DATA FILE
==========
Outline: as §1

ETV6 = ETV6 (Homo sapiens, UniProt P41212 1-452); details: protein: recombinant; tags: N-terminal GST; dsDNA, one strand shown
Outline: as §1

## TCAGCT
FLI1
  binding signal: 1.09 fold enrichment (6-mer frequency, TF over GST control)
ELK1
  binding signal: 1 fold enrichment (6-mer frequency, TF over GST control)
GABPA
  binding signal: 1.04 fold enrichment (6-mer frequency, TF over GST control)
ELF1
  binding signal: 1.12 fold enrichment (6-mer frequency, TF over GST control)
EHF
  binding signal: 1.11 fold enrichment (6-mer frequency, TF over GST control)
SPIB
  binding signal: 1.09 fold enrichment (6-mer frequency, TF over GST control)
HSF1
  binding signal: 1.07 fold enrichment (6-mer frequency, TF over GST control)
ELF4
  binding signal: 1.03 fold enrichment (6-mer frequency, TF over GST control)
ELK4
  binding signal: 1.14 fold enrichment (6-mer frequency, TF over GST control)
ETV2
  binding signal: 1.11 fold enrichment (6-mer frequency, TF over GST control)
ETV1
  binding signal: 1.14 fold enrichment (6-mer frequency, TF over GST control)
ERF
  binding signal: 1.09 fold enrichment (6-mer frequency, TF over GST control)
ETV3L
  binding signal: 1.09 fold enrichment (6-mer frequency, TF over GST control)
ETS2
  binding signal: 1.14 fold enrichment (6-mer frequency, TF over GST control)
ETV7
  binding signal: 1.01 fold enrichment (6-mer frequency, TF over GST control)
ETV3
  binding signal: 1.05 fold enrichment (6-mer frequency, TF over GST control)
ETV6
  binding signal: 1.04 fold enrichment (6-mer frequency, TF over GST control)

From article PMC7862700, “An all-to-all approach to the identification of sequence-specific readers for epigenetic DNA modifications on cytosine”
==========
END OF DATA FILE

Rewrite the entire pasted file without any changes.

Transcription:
Outline: as §1

ETV6 = ETV6 (Homo sapiens, UniProt P41212 1-452); details: protein: recombinant; tags: N-terminal GST; dsDNA, one strand shown
Outline: as §1

## TCAGCT
FLI1
  binding signal: 1.09 fold enrichment (6-mer frequency, TF over GST control)
ELK1
  binding signal: 1 fold enrichment (6-mer frequency, TF over GST control)
GABPA
  binding signal: 1.04 fold enrichment (6-mer frequency, TF over GST control)
ELF1
  binding signal: 1.12 fold enrichment (6-mer frequency, TF over GST control)
EHF
  binding signal: 1.11 fold enrichment (6-mer frequency, TF over GST control)
SPIB
  binding signal: 1.09 fold enrichment (6-mer frequency, TF over GST control)
HSF1
  binding signal: 1.07 fold enrichment (6-mer frequency, TF over GST control)
ELF4
  binding signal: 1.03 fold enrichment (6-mer frequency, TF over GST control)
ELK4
  binding signal: 1.14 fold enrichment (6-mer frequency, TF over GST control)
ETV2
  binding signal: 1.11 fold enrichment (6-mer frequency, TF over GST control)
ETV1
  binding signal: 1.14 fold enrichment (6-mer frequency, TF over GST control)
ERF
  binding signal: 1.09 fold enrichment (6-mer frequency, TF over GST control)
ETV3L
  binding signal: 1.09 fold enrichment (6-mer frequency, TF over GST control)
ETS2
  binding signal: 1.14 fold enrichment (6-mer frequency, TF over GST control)
ETV7
  binding signal: 1.01 fold enrichment (6-mer frequency, TF over GST control)
ETV3
  binding signal: 1.05 fold enrichment (6-mer frequency, TF over GST control)
ETV6
  binding signal: 1.04 fold enrichment (6-mer frequency, TF over GST control)

From article PMC7862700, “An all-to-all approach to the identification of sequence-specific readers for epigenetic DNA modifications on cytosine”